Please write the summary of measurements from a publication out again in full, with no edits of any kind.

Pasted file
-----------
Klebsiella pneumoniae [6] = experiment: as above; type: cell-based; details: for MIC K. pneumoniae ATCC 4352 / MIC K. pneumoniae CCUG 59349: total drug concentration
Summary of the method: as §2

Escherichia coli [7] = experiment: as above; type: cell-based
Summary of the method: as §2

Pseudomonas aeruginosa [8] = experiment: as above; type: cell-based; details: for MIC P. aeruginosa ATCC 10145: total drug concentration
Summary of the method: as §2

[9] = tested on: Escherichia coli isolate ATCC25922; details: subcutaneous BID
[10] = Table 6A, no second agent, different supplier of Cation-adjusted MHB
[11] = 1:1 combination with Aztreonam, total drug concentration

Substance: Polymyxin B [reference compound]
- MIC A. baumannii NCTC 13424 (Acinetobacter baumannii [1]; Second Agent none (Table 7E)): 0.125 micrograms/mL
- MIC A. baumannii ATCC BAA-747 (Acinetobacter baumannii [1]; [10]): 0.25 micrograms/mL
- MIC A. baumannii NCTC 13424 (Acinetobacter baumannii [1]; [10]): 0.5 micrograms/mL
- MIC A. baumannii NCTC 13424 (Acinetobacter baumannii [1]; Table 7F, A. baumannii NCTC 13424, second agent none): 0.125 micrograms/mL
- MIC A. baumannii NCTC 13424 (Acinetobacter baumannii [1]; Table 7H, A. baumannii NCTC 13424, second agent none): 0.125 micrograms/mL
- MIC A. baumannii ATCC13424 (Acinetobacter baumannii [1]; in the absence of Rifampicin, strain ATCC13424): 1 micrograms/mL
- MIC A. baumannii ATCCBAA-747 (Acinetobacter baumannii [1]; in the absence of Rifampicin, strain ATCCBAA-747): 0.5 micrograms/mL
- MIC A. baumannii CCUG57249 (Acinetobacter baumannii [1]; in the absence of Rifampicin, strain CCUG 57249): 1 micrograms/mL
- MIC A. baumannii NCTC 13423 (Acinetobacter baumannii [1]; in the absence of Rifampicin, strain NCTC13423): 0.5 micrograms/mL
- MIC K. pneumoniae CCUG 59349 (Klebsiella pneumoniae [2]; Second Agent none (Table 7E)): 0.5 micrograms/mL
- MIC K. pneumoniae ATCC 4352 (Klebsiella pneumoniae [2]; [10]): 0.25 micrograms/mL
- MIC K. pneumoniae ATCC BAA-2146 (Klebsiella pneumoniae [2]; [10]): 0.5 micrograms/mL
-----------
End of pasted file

Klebsiella pneumoniae [6] = experiment: as above; type: cell-based; details: for MIC K. pneumoniae ATCC 4352 / MIC K. pneumoniae CCUG 59349: total drug concentration
Summary of the method: as §2

Escherichia coli [7] = experiment: as above; type: cell-based
Summary of the method: as §2

Pseudomonas aeruginosa [8] = experiment: as above; type: cell-based; details: for MIC P. aeruginosa ATCC 10145: total drug concentration
Summary of the method: as §2

[9] = tested on: Escherichia coli isolate ATCC25922; details: subcutaneous BID
[10] = Table 6A, no second agent, different supplier of Cation-adjusted MHB
[11] = 1:1 combination with Aztreonam, total drug concentration

Substance: Polymyxin B [reference compound]
- MIC A. baumannii NCTC 13424 (Acinetobacter baumannii [1]; Second Agent none (Table 7E)): 0.125 micrograms/mL
- MIC A. baumannii ATCC BAA-747 (Acinetobacter baumannii [1]; [10]): 0.25 micrograms/mL
- MIC A. baumannii NCTC 13424 (Acinetobacter baumannii [1]; [10]): 0.5 micrograms/mL
- MIC A. baumannii NCTC 13424 (Acinetobacter baumannii [1]; Table 7F, A. baumannii NCTC 13424, second agent none): 0.125 micrograms/mL
- MIC A. baumannii NCTC 13424 (Acinetobacter baumannii [1]; Table 7H, A. baumannii NCTC 13424, second agent none): 0.125 micrograms/mL
- MIC A. baumannii ATCC13424 (Acinetobacter baumannii [1]; in the absence of Rifampicin, strain ATCC13424): 1 micrograms/mL
- MIC A. baumannii ATCCBAA-747 (Acinetobacter baumannii [1]; in the absence of Rifampicin, strain ATCCBAA-747): 0.5 micrograms/mL
- MIC A. baumannii CCUG57249 (Acinetobacter baumannii [1]; in the absence of Rifampicin, strain CCUG 57249): 1 micrograms/mL
- MIC A. baumannii NCTC 13423 (Acinetobacter baumannii [1]; in the absence of Rifampicin, strain NCTC13423): 0.5 micrograms/mL
- MIC K. pneumoniae CCUG 59349 (Klebsiella pneumoniae [2]; Second Agent none (Table 7E)): 0.5 micrograms/mL
- MIC K. pneumoniae ATCC 4352 (Klebsiella pneumoniae [2]; [10]): 0.25 micrograms/mL
- MIC K. pneumoniae ATCC BAA-2146 (Klebsiella pneumoniae [2]; [10]): 0.5 micrograms/mL